Petrona Martínez: The Great Bullerengue Singer
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Petrona Martínez: The Great Bullerengue Singer

Petrona Martínez, the great bullerengue singer, has become one of the most significant figures of Colombian traditional music.

Male figures dominate the music industry worldwide. According to Quiñones, a reporter from the UN, in 2019, female participation in the music industry reached only 30%. That’s why it can surprise us when women are those who win prizes, go on tours, or become the most listened to in a specific type of music. Traditionally, women are figures of music like pop, with a higher participation rate -42% of pop artists are women-. So it can seem doubly astonishing when it is a woman, a traditional singer, Latin American, who becomes a world-famous artist. Our protagonist of the day is Petrona Martinez.

The great bullerengue singer

Petrona is a bullerengue singer. So, maybe I should start by explaining what this rhythm is.

Bullerengue is a musical rhythm, but it is also a dance. Authors who have devoted themselves to studying bullerengue aren’t in agreement over whether it is a music or a dance style because they are deeply related. It is a type of music/dance of African origin, a product of the African cultural heritage imported during the slavery years to the Caribbean coast of Colombia.

Bullerengue was born in the palenques, where runaway slaves formed new villages and settlements with their families. It is an oral heritage music. Until the 20th century, bullerengue hadn’t been included or recorded by anyone outside the community. It had been a product of the teaching process from parents to children for hundreds of years.

Bullerengue: a female rhythm

Despite the lack of certainty, the exciting part of bullerengue is that it is a piece of music and dance that is traditionally feminine. It has been passed down from mother to daughter for many years, which is uncommon in cultures worldwide. As time went by, it became a practice solely for older women. It was sung in social meetings where women came together to cook, sew, or discuss their marital problems. Frequently, those women’s daughters took part in these meetings. As a result, they accidentally copied the example of these practices. Handmade drums of wood accompany bullerengue and hide, and they are also from African heritage.

Amid this context, Petrona Martínez arises. Petrona was born in 1939 in San Cayetano. This small territory isn’t a known village but a San Juan de Nepomuceno neighborhood in Bolivar on the Colombian Caribbean coast. Martinez was born during the cultural practices that we explained earlier. She watched her great-grandmother, grandmother, and aunt singing fullerene to vent their sadness, as that rhythm does that job.

Bullerengue’s slow rhythm and repetitive singing are conceived to sound tireless the entire night. During Petrona’s childhood, when the possibility of being part of the interconnected world was nonexistent, bullerengue was all that existed in her world.

Petrona reunites with bullerengue

Bullerengue emerged from runaway slave territories around the 1980s, when the music producer Wady Bedran discovered a traditional bullerengue group: Los Soneros de Gamero. Nevertheless, Bedran’s work embellishes this music. It was considered bland and outdated, so he added electric bass, saxophones, and clarinets to the female singing and handmade drums.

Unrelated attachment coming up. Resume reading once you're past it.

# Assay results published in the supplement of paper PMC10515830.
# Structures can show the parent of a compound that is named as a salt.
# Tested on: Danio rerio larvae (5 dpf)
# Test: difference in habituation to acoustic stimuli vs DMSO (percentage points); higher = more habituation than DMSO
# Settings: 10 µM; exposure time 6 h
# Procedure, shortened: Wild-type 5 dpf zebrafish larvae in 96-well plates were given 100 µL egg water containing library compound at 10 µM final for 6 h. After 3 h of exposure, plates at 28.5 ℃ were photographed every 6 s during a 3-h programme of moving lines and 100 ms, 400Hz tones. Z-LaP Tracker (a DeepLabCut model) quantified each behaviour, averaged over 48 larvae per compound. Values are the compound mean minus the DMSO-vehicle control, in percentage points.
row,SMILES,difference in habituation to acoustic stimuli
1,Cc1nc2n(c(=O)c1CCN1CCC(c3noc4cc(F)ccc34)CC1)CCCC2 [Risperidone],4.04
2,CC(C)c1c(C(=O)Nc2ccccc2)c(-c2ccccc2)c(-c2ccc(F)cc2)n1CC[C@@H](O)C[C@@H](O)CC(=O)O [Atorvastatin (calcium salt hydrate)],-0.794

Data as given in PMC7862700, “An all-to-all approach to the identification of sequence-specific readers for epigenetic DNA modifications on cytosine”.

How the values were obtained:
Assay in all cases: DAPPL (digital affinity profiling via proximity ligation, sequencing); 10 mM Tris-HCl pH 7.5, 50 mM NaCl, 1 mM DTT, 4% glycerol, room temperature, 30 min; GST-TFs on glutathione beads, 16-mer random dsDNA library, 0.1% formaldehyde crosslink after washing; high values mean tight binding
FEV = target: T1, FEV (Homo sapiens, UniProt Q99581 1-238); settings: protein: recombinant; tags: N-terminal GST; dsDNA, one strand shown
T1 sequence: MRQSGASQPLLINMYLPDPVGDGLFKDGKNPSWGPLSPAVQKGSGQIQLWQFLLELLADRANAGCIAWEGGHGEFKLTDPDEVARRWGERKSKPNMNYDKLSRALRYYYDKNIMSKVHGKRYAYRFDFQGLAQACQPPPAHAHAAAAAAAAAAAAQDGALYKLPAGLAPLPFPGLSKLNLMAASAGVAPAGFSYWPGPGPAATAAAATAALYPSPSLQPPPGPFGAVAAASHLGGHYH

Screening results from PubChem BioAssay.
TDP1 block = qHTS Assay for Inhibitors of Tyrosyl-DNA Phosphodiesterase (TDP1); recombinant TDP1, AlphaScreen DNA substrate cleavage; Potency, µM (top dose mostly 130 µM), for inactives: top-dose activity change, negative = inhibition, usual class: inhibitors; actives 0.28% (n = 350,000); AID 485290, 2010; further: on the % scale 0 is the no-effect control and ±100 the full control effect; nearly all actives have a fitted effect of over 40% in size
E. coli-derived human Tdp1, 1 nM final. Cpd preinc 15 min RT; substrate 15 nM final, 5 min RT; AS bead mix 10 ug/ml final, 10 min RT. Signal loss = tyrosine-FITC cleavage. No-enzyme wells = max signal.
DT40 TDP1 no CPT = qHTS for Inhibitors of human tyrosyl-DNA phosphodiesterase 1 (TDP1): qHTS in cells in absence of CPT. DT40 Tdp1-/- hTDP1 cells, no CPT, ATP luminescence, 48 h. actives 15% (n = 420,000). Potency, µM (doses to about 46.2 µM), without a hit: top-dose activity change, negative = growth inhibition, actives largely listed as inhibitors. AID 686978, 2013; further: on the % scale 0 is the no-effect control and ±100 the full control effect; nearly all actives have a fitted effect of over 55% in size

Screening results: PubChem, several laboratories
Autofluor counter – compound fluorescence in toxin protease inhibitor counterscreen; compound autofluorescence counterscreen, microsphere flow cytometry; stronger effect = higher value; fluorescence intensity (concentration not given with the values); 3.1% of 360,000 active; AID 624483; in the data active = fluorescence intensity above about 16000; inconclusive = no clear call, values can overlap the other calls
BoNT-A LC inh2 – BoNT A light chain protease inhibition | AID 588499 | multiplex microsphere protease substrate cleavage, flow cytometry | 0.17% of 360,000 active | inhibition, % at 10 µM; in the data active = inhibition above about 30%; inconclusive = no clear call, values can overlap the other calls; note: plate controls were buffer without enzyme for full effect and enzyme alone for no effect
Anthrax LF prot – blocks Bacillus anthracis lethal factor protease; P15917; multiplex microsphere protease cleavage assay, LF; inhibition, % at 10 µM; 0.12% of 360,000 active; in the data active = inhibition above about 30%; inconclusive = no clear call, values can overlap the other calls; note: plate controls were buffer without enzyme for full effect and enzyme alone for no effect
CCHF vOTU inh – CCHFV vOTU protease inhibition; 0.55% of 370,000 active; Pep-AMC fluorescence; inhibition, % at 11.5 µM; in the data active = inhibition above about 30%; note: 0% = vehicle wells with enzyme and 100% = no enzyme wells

After leaving the community and getting away from bullerengue, Petrona Martínez heard Los Soneros de Gamero’s songs on the radio. At that time, Martinez worked picking sand from the streams and selling it for construction around the area. The singer had been the product of economic and social processes that led women to precarious and poorly paid work to survive.

Petrona Martinez

While loading sand from one palace to the other, Petrona started to sing songs that would later give her international fame. Martinez says that the stream was a source of creative inspiration and memory recovery, as well as helping maintain the family. From then on, the singer wanted to become professional in singing, recording albums, and being heard on the radio.

Ironically, Petrona Martinez found recognition not by mixing traditional rhythms with modern music elements but by staying with conventional sounds of feminine singing and handmade drums. Likewise, she became famous because of her traditional attire and lyrics that addressed conflict, sorrows, pains, and happiness. The definitive leap to worldwide recognition came thanks to the publication of the album Colombie: Le Bullerengue.

Petrona Martinez in the worldwide industry

By the 1990s, Petrona Martinez was already a celebrity, especially in academic environments. There, European ethnomusicologists started to pay attention to Latin American and “third world” music. Their analysis focused on the difficulty experienced by musicians from peripheral territories regarding the global center (Europe and the United States).

However, I think the analysis could expand and wonder if women generally experience difficulties entering the worldwide music market. But we can also demand especially for women of color, from lower social classes, and violent environments. There are few successful cases where these women can get ahead.

Therefore, it is crucial to remember histories like Petronas Martinez’s. We must be conscious that the world is still an unequal place and difficult to gain admission to for some, where only a few lucky people can change their stars. Her legacy has not only left a mark on women of color from marginalized communities on Colombian coasts, but her story has also deeply resonated with many other women still dreaming about creating a meaningful legacy and positively impacting their community.

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